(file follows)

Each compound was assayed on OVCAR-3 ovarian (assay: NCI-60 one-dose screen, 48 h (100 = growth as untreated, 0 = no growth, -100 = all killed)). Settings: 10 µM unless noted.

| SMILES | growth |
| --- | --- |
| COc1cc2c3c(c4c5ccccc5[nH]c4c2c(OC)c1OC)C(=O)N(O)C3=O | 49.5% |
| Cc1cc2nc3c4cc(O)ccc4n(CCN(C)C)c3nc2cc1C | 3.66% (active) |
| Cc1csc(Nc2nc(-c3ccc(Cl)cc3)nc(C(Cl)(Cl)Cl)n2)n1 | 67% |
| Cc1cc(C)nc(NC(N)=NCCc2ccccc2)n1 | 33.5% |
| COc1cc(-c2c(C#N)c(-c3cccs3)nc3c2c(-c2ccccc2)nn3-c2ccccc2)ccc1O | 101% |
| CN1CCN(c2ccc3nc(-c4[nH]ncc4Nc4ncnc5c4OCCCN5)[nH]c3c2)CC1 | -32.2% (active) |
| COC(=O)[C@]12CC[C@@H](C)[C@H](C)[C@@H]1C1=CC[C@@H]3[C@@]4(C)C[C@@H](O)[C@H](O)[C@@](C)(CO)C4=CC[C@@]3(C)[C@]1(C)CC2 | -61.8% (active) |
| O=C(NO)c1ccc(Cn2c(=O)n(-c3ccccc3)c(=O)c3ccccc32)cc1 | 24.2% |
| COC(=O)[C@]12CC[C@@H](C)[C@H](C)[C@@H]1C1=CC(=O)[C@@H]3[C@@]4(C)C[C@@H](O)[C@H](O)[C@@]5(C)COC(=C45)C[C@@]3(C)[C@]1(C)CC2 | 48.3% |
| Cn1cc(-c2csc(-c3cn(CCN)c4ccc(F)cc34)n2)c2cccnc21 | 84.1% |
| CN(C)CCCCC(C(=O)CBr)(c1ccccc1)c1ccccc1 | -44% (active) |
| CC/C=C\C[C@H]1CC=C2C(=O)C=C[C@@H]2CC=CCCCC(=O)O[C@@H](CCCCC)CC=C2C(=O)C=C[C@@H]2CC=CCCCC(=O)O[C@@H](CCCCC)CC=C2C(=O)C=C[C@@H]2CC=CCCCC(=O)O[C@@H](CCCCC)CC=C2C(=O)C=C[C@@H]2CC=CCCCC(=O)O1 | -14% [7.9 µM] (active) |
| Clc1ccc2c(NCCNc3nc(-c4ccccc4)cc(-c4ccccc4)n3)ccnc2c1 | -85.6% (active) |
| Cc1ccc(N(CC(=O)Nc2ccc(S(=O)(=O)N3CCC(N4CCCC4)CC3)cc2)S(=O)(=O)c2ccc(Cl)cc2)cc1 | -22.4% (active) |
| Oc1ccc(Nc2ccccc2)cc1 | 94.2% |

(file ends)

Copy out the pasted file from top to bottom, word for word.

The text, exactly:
Each compound was assayed on OVCAR-3 ovarian (assay: NCI-60 one-dose screen, 48 h (100 = growth as untreated, 0 = no growth, -100 = all killed)). Settings: 10 µM unless noted.

| SMILES | growth |
| --- | --- |
| COc1cc2c3c(c4c5ccccc5[nH]c4c2c(OC)c1OC)C(=O)N(O)C3=O | 49.5% |
| Cc1cc2nc3c4cc(O)ccc4n(CCN(C)C)c3nc2cc1C | 3.66% (active) |
| Cc1csc(Nc2nc(-c3ccc(Cl)cc3)nc(C(Cl)(Cl)Cl)n2)n1 | 67% |
| Cc1cc(C)nc(NC(N)=NCCc2ccccc2)n1 | 33.5% |
| COc1cc(-c2c(C#N)c(-c3cccs3)nc3c2c(-c2ccccc2)nn3-c2ccccc2)ccc1O | 101% |
| CN1CCN(c2ccc3nc(-c4[nH]ncc4Nc4ncnc5c4OCCCN5)[nH]c3c2)CC1 | -32.2% (active) |
| COC(=O)[C@]12CC[C@@H](C)[C@H](C)[C@@H]1C1=CC[C@@H]3[C@@]4(C)C[C@@H](O)[C@H](O)[C@@](C)(CO)C4=CC[C@@]3(C)[C@]1(C)CC2 | -61.8% (active) |
| O=C(NO)c1ccc(Cn2c(=O)n(-c3ccccc3)c(=O)c3ccccc32)cc1 | 24.2% |
| COC(=O)[C@]12CC[C@@H](C)[C@H](C)[C@@H]1C1=CC(=O)[C@@H]3[C@@]4(C)C[C@@H](O)[C@H](O)[C@@]5(C)COC(=C45)C[C@@]3(C)[C@]1(C)CC2 | 48.3% |
| Cn1cc(-c2csc(-c3cn(CCN)c4ccc(F)cc34)n2)c2cccnc21 | 84.1% |
| CN(C)CCCCC(C(=O)CBr)(c1ccccc1)c1ccccc1 | -44% (active) |
| CC/C=C\C[C@H]1CC=C2C(=O)C=C[C@@H]2CC=CCCCC(=O)O[C@@H](CCCCC)CC=C2C(=O)C=C[C@@H]2CC=CCCCC(=O)O[C@@H](CCCCC)CC=C2C(=O)C=C[C@@H]2CC=CCCCC(=O)O[C@@H](CCCCC)CC=C2C(=O)C=C[C@@H]2CC=CCCCC(=O)O1 | -14% [7.9 µM] (active) |
| Clc1ccc2c(NCCNc3nc(-c4ccccc4)cc(-c4ccccc4)n3)ccnc2c1 | -85.6% (active) |
| Cc1ccc(N(CC(=O)Nc2ccc(S(=O)(=O)N3CCC(N4CCCC4)CC3)cc2)S(=O)(=O)c2ccc(Cl)cc2)cc1 | -22.4% (active) |
| Oc1ccc(Nc2ccccc2)cc1 | 94.2% |